Feasibility of combined VIP score

Hi everyone,

I am attempting to integrate multiple omics datasets using the block sPLS-DA method. Despite employing cross-validation to select an appropriate number of variables, the loading matrix lacks a specific criterion during feature selection (loading>0 is too broad). This has led me to consider commonly used criteria such as VIP>1.

However, VIP is not applicable for block-related methods. VIP is designed to work with a single Y matrix, whereas block methods involve multiple Y matrices (considering other omics datasets as Y, as emphasized by the design matrix). Nevertheless, it can be understood that
the design matrix actually indicates the contribution of the associations between different omics datasets X and their correlation with the Y matrix in the final model.

If this idea holds, could it be possible to calculate VIP values separately for X1 and (X2, …, Xn, Y) pairwise, and then weight them based on the design matrix? Ultimately, this could result in a weighted VIP score. Using a weighted VIP>1 as a filtering criterion, would this be a feasible approach?

I appreciate any advice you may have on this matter.

hi @huanren,

Thanks for sharing your ideas.

We use lasso so we are not just looking at ‘loading > 0’. If you inspect the results from selectVar() you will have access to those coefficients, and combined with a stability selection analysis, you can get quite some insights into the features that are important in your analysis. (example here in ‘Variable plots’ sPLSDA SRBCT Case Study() | mixOmics).

In the mixOmics book section 10.5 I looked a bit at the VIP vs lasso selection and state ’ This output shows that all X variables that were selected, are important for explaining Y , since their VIP is greater than 1.’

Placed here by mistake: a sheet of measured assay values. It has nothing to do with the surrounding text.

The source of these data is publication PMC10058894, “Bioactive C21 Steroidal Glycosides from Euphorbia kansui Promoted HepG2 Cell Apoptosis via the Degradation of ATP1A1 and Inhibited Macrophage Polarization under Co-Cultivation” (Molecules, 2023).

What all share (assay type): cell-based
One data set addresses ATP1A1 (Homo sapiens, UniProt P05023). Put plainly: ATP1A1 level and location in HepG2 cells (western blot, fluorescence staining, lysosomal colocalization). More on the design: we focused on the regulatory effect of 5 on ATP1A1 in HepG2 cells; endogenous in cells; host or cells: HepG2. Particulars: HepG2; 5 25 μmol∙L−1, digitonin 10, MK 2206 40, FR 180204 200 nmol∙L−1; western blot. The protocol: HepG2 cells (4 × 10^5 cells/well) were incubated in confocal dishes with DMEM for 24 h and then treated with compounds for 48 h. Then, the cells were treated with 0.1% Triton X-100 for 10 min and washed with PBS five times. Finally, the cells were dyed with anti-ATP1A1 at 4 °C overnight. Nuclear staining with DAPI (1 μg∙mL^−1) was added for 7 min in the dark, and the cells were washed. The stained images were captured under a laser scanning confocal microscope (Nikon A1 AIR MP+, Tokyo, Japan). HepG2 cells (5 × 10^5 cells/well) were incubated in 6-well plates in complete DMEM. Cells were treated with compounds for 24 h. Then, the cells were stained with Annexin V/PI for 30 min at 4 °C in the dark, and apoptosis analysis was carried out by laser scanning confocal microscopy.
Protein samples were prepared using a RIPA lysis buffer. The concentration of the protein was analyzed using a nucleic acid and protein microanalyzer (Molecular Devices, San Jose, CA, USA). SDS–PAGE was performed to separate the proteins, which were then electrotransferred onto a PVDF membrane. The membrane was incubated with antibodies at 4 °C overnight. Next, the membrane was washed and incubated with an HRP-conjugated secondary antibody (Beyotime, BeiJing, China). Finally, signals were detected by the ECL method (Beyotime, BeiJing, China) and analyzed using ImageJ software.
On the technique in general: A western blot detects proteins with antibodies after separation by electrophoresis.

I would say the design matrix in the multi block methods is ‘aspirational’, we use it to weight the linear combinations of features, but if you look at the ‘plotDiablo’ outputs, you can see that sometimes it does not work out. Maybe you can use those outputs instead to weight your VIP.

Anyway, food for thought. As you said the VIP is not appropriate for multi block models, but I am not sure you are gaining much with this measure (I am not a super big fan myself!).


hi @kimanh.lecao

Thank you for your detailed response!

As you rightly pointed out, lasso is indeed suitable for feature selection, and the loading matrix obtained from the block.splsda method is essentially the result of lasso filtering. Moving forward, I will utilize various evaluation methods provided by mixOmics to make a comprehensive assessment rather than being confined to a single metric.

You mentioned the inconsistency between the ‘plotDiablo’ output and the weighting by the design matrix. It seems that this discrepancy may be reflected in the correlation coefficients of the same components across omics. Despite the design matrix assigning a weight of only 0.1, the correlations between components can often reach 0.7 or even higher. These correlation coefficients truly reflect the real connections between the same components in different omics data. While acknowledging the limitations of VIP, considering its widespread application, I might still incorporate it as part of the evaluation (perhaps as an additional assessment based on the results of lasso filtering).

Thank you once again for your detailed responses to my questions. The atmosphere in the community is truly wonderful!

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